Addiction, particularly when it involves substance abuse, tends to be very difficult to overcome. A substance abuser generally develops both physical and behavioral habits, meaning that her body has become chemically dependent on the substance and she has become accustomed to consumption of the substance as a regular activity. For this reason, numerous things commonly trigger substance abuse relapse. These include withdrawal symptoms, a person’s environment, and lack of support.
Withdrawal symptoms can cause substance abuse relapse to occur quickly. A person may truly want to stop consuming a substance but she may not be prepared to withstand the physical effects of doing so. Depending on which substances people are addicted to, they may experience severe symptoms such as muscle cramps, vomiting, and headaches. Many people persevere for a short period but are eventually overcome by the pain.
The environment a person is in and the associates she surrounds herself with can also play a major role in substance abuse relapse. It is extremely difficult for an alcoholic to hang out in bars and not drink. Likewise, it is extremely difficult for a drug addict to live in a building where drugs are offered without acting on the urge to get high. This means that in many cases a recovering addict is forced to change her environment and abandon many or all of her friends. For many people, this is either impossible or unsustainable.
A person may manage to avoid dangerous people and places. However, the resulting boredom could result in substance abuse relapse. When people are overcoming addiction, a lot of idle time can be an enemy. During these spans of time, such individuals often think back to their substance abuse days or act on the impulse to do something by returning to substance abuse.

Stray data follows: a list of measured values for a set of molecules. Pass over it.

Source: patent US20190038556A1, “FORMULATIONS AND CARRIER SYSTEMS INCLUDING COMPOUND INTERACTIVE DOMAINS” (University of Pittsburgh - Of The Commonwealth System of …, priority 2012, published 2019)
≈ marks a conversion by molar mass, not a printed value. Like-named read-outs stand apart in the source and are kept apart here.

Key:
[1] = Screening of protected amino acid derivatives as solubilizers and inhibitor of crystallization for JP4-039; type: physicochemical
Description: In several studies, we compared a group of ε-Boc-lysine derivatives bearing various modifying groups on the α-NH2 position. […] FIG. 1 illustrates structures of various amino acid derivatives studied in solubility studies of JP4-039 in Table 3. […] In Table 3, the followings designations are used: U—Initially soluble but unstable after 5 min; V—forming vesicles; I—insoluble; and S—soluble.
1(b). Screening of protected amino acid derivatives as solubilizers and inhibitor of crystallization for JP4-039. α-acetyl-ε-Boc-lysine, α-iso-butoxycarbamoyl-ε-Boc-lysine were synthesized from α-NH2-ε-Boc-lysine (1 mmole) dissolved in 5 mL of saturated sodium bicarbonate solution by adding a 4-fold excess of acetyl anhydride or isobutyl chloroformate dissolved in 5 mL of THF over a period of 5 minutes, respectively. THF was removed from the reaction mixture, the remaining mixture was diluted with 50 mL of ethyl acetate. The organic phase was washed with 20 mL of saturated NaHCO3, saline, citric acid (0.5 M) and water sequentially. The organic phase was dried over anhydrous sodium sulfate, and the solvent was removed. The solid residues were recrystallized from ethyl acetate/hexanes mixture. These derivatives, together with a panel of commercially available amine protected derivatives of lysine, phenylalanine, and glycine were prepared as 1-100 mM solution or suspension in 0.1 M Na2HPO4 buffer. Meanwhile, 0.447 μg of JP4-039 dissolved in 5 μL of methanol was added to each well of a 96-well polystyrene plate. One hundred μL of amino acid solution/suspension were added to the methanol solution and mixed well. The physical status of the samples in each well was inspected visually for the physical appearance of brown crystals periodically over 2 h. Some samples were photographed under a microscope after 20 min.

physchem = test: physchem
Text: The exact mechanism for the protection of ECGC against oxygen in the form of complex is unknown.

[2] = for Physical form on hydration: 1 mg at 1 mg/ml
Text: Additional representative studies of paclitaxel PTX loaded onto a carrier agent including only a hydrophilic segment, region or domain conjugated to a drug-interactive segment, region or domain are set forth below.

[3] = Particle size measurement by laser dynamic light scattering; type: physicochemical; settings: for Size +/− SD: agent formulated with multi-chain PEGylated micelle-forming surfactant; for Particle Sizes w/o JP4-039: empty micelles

The lack of proper support and refusals to get support can result in substance abuse relapse. Family members often have good intentions when offering support to substance abusing kin. However, overcoming addiction can be a matter that requires the assistance of professionals. Some individuals ignore this reality, while others reject even the support of their family members. The result is that many eventually return to their substance abuse habits.
False ideas about control can be especially dangerous. A person may believe she has overcome addiction. She may have successfully managed to avoid consuming the substance for a great deal of time. She runs a high risk of relapse, however, if she convinces herself that she can begin to use the substance again in moderation.
A person who had a prescription drug addition may face such a situation if she is once again inflicted with pain or injury. Without knowing that the patient struggled with addiction, a physician may prescribe a substance that she was addicted to. Upon acceptance of the prescription, the individual is likely to relapse.